It’s just after 9 pm on Friday night. Normally at this time, I would be sitting in a restaurant, ordering a drink, and waiting for Geoff to meet me after work. But because the Taiwan government couldn’t possibly conceive of paying us for even one minute spent out of the office, I have to go to work tomorrow. My Friday night has been stolen from me. I have my normal Friday time schedule for tomorrow as far as the clock is concerned, which means I have to clock in by 8:10 and can’t clock out until 5:15. I do not have to teach a single class or talk to a single student. I just have to show up and sit there. I can’t, for the life of me, figure out why this is necessary. To be fair, this is still preferable to the original scenario which has us repeating the Friday teaching schedule two days in a row, which for me means teaching seven periods in one day. That’s a lot for Taiwan.
It seems that so much about schools just makes absolutely no sense. Most schools still operate on an industrial era factory model, even though we live in a post-industrial world. We ask teachers to give each student an individualized education, and then assign those teachers 180 students or more. We can’t decide if we want students to be independent or obedient. We want them to use technology, but then we ban electronics from the classroom. Schools insist on honest formative and summative assessments on the one hand, and then tell you that you can’t have a higher than 5% failure rate on the other. Administrators say they want reform, and introduce new program after new program without giving them time to work, but the whole institution is hopelessly trapped in an early 19th century model.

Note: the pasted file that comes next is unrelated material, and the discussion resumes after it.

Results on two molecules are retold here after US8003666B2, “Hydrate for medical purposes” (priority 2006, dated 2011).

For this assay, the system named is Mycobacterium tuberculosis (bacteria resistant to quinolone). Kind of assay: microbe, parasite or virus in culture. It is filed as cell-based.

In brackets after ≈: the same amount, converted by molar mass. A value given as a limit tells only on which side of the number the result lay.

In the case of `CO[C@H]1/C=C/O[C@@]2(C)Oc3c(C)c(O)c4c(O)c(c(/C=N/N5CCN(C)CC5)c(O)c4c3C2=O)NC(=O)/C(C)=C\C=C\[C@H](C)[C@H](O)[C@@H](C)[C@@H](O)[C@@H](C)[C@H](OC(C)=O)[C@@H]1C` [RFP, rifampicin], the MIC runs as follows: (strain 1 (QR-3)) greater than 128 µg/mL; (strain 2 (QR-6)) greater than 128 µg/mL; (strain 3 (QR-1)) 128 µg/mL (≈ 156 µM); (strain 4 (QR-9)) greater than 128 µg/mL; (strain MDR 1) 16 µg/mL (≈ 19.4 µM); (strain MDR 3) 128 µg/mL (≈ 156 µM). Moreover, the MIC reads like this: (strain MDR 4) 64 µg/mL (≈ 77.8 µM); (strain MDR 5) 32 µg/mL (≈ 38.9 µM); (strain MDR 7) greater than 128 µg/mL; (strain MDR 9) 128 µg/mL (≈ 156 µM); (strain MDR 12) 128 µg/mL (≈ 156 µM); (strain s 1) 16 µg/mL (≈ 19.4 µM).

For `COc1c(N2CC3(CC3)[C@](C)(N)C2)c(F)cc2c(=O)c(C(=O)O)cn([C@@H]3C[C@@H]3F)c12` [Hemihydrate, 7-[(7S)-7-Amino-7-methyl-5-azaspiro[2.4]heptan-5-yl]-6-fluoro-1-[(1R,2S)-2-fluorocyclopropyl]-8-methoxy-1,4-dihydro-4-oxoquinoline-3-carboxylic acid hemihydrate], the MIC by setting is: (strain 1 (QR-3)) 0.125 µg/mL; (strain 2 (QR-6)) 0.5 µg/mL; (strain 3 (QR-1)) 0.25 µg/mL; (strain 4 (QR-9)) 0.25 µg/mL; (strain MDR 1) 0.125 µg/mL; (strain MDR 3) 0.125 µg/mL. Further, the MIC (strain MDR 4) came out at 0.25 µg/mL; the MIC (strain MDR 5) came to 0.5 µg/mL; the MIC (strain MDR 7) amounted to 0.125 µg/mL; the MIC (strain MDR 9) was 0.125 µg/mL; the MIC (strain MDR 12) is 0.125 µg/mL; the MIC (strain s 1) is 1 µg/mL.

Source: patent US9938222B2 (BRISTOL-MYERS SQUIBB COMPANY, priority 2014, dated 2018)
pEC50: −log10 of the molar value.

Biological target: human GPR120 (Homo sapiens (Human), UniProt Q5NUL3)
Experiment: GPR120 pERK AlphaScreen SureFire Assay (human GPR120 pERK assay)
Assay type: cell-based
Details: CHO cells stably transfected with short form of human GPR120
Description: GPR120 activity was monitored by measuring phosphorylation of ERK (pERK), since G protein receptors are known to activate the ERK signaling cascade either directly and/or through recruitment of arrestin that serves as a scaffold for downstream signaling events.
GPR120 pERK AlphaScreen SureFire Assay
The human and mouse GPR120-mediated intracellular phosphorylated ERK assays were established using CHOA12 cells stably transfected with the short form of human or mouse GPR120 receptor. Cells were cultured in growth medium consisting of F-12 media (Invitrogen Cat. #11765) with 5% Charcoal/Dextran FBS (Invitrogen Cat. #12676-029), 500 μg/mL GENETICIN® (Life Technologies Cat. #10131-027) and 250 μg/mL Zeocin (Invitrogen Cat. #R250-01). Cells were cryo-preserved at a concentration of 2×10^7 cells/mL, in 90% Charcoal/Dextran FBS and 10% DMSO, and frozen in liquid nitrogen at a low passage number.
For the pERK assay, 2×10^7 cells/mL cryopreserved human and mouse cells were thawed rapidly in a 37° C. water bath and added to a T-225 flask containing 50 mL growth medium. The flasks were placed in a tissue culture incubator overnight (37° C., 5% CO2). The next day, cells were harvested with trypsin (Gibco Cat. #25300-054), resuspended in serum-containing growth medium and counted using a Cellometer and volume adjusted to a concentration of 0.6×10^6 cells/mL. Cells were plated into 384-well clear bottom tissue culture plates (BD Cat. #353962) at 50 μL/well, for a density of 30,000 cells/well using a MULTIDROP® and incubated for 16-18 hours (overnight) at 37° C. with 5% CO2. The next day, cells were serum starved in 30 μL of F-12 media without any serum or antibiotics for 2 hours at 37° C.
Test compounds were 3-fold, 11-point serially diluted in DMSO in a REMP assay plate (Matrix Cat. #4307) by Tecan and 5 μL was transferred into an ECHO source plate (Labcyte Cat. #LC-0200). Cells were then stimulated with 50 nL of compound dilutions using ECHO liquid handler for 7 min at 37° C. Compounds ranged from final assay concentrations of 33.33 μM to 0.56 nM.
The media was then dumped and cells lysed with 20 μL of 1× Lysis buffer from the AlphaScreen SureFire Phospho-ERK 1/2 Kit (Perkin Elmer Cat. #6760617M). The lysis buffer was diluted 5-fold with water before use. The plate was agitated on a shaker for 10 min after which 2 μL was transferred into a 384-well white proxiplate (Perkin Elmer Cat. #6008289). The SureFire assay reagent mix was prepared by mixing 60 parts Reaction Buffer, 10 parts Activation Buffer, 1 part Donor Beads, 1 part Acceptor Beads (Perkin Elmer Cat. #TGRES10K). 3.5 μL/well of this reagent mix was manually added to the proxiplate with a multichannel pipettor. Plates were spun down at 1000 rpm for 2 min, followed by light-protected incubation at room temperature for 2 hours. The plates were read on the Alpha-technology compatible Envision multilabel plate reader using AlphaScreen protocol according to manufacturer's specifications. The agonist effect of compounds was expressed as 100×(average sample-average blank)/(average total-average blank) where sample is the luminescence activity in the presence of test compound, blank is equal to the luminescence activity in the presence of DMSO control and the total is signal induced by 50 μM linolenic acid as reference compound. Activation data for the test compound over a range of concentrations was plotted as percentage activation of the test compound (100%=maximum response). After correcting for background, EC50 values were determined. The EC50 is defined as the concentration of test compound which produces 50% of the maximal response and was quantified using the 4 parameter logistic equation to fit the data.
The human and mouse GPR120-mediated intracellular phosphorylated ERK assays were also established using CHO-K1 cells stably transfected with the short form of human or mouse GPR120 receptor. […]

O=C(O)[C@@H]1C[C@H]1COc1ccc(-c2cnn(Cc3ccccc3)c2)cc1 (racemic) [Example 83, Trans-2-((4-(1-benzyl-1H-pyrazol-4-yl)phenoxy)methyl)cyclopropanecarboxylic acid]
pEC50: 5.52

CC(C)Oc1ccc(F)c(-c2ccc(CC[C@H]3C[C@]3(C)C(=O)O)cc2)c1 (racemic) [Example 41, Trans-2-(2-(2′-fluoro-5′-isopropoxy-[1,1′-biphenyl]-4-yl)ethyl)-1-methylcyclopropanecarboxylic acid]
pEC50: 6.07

I don’t have the answers. The only thing I believe will work is to have education on a much smaller scale. In my perfect school, class sizes are under 20, teachers work in close collaboration on integrated and interwoven curriculum, and students have much more control of their learning. They are taught from an early age how to assess and evaluate their own needs and interests as a learner and given opportunities to explore a theme through the eyes of a broad array of subjects. Learning is largely hands-on. Teachers are guides and mentors rather than cat herders. Is this practical? Well, probably not. I said it was an ideal. But wouldn’t you love to be a teacher or a student in a place where you could make your own discoveries and ask any question you wanted. Your opinions and learning styles were validated. Sounds good, right? Let’s make it happen.